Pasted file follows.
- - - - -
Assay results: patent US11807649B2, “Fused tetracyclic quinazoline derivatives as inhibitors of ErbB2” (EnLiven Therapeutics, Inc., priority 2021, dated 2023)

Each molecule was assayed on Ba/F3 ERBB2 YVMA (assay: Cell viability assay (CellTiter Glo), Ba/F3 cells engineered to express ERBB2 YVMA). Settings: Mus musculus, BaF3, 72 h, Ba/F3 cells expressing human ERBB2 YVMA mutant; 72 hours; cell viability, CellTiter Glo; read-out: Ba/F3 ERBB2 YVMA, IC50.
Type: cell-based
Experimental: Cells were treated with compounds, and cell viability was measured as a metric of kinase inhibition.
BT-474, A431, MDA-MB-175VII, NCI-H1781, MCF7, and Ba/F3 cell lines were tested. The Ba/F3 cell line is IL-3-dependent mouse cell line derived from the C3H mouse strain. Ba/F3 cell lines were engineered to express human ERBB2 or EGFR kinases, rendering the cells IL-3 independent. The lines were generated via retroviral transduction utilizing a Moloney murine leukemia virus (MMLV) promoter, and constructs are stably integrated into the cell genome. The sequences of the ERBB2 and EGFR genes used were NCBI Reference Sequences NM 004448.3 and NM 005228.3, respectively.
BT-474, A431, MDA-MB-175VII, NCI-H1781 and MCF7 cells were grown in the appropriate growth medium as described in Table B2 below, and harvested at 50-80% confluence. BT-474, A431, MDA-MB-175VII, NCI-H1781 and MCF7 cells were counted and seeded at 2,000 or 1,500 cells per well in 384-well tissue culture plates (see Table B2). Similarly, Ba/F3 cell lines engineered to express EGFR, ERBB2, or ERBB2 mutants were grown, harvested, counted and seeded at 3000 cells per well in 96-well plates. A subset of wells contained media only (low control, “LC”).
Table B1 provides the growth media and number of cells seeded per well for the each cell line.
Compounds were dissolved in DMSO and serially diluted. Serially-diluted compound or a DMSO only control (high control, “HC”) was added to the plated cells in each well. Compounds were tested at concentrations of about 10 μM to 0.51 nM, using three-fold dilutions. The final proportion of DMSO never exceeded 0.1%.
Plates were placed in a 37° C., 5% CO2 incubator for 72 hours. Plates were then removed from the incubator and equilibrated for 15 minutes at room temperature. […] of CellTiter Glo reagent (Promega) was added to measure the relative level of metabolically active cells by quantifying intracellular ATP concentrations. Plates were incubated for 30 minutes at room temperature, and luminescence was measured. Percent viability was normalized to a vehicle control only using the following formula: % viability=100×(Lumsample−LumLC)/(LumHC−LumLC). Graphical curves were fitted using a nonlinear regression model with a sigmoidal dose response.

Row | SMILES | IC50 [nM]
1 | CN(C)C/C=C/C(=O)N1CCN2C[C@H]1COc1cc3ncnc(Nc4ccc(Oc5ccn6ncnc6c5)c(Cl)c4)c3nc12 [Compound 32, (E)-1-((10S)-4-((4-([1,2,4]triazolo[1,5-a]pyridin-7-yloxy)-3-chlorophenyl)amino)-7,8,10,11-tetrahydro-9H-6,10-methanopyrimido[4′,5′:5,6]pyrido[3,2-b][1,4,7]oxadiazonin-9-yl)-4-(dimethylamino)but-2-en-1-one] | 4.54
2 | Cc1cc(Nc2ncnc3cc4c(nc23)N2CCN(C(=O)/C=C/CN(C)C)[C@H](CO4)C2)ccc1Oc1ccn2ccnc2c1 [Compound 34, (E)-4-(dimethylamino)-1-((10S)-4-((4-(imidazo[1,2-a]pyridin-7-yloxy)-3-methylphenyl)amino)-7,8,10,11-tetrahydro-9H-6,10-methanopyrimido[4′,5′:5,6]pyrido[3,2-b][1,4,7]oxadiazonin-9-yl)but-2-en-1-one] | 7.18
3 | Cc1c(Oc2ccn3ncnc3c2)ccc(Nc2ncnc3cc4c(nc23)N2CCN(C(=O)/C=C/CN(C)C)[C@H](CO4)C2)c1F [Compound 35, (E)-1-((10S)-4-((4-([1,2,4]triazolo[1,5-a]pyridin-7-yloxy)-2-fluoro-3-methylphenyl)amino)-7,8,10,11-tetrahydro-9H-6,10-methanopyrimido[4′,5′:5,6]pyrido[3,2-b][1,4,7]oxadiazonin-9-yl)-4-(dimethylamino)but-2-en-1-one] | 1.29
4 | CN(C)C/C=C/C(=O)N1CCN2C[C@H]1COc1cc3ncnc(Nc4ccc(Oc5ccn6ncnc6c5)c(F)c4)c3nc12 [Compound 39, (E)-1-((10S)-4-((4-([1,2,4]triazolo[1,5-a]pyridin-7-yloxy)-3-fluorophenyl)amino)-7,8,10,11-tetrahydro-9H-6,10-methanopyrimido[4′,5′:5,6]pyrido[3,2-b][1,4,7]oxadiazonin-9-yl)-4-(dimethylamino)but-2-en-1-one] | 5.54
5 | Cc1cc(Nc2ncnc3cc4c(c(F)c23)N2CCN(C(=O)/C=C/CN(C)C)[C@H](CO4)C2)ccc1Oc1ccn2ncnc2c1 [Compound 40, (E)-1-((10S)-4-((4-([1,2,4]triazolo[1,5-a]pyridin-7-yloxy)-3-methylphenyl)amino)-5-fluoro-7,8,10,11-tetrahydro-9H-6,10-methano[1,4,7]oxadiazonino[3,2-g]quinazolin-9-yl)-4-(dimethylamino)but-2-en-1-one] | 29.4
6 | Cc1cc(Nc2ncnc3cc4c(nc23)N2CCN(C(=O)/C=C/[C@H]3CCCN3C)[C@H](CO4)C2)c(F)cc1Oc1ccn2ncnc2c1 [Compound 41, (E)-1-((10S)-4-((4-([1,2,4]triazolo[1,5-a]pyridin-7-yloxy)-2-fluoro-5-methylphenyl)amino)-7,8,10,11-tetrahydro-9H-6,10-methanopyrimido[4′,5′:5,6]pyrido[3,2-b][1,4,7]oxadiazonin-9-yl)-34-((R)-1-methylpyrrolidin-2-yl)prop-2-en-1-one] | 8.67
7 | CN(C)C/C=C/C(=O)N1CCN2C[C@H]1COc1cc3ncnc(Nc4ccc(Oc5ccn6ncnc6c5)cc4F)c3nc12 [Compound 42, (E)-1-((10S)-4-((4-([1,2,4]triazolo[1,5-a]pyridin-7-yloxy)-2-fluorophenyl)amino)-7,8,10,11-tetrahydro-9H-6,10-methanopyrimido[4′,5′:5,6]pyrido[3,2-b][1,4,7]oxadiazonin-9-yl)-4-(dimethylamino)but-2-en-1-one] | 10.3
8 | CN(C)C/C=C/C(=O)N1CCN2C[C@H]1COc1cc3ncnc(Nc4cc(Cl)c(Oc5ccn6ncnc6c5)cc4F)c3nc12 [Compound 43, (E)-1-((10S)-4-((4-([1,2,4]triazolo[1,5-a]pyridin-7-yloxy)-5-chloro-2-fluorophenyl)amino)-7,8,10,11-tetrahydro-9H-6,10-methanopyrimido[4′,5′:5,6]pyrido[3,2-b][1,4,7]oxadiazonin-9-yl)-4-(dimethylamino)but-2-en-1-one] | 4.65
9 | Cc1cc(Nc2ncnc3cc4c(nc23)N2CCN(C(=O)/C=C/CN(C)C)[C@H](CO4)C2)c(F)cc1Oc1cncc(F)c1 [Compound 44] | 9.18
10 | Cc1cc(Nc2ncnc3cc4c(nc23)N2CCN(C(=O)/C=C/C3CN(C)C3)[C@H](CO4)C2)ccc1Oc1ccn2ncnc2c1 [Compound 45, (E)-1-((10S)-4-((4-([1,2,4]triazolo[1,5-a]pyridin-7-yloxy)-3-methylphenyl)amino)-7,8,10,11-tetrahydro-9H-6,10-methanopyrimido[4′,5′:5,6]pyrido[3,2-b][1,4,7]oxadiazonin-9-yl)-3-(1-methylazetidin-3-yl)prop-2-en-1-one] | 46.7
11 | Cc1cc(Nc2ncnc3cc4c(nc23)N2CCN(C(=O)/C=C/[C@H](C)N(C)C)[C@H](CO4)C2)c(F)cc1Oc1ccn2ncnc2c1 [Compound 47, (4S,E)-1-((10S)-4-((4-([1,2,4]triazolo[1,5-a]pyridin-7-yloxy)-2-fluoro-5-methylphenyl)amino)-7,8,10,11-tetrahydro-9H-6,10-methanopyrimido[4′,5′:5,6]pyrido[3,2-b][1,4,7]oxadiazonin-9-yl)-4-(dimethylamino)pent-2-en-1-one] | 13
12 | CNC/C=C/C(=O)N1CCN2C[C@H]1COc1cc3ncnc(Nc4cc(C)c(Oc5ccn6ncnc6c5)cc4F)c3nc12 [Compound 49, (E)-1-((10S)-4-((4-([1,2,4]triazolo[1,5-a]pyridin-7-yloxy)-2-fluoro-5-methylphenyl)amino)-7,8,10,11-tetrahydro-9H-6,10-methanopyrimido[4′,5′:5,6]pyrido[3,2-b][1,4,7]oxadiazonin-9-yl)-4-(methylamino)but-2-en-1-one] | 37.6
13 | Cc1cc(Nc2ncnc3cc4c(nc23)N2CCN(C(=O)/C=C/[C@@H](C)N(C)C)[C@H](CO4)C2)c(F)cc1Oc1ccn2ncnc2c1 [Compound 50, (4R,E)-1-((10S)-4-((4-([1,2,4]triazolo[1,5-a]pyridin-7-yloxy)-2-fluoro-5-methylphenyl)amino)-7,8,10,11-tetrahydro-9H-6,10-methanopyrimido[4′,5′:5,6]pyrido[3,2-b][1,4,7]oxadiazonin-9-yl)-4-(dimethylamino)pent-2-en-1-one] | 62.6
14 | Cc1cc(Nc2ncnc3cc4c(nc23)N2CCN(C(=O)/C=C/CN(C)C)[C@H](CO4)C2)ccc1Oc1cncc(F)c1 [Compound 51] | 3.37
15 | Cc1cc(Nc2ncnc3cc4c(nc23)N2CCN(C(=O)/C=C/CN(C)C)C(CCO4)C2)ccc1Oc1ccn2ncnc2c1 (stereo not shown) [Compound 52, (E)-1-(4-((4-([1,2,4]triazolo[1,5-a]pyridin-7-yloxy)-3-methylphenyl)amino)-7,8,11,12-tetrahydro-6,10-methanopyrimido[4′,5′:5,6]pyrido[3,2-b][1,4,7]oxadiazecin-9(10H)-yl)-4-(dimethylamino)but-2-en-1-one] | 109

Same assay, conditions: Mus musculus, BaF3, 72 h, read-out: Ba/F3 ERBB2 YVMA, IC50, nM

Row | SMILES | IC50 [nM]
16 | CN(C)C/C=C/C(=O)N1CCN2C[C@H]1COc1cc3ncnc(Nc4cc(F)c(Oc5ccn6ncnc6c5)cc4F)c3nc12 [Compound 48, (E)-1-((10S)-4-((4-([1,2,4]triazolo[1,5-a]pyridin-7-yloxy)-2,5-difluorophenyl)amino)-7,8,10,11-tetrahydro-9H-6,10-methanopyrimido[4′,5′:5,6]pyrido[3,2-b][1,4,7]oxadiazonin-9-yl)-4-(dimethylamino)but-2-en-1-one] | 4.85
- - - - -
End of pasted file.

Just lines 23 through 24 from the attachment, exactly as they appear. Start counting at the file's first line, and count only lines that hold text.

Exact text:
13 | Cc1cc(Nc2ncnc3cc4c(nc23)N2CCN(C(=O)/C=C/[C@@H](C)N(C)C)[C@H](CO4)C2)c(F)cc1Oc1ccn2ncnc2c1 [Compound 50, (4R,E)-1-((10S)-4-((4-([1,2,4]triazolo[1,5-a]pyridin-7-yloxy)-2-fluoro-5-methylphenyl)amino)-7,8,10,11-tetrahydro-9H-6,10-methanopyrimido[4′,5′:5,6]pyrido[3,2-b][1,4,7]oxadiazonin-9-yl)-4-(dimethylamino)pent-2-en-1-one] | 62.6
14 | Cc1cc(Nc2ncnc3cc4c(nc23)N2CCN(C(=O)/C=C/CN(C)C)[C@H](CO4)C2)ccc1Oc1cncc(F)c1 [Compound 51] | 3.37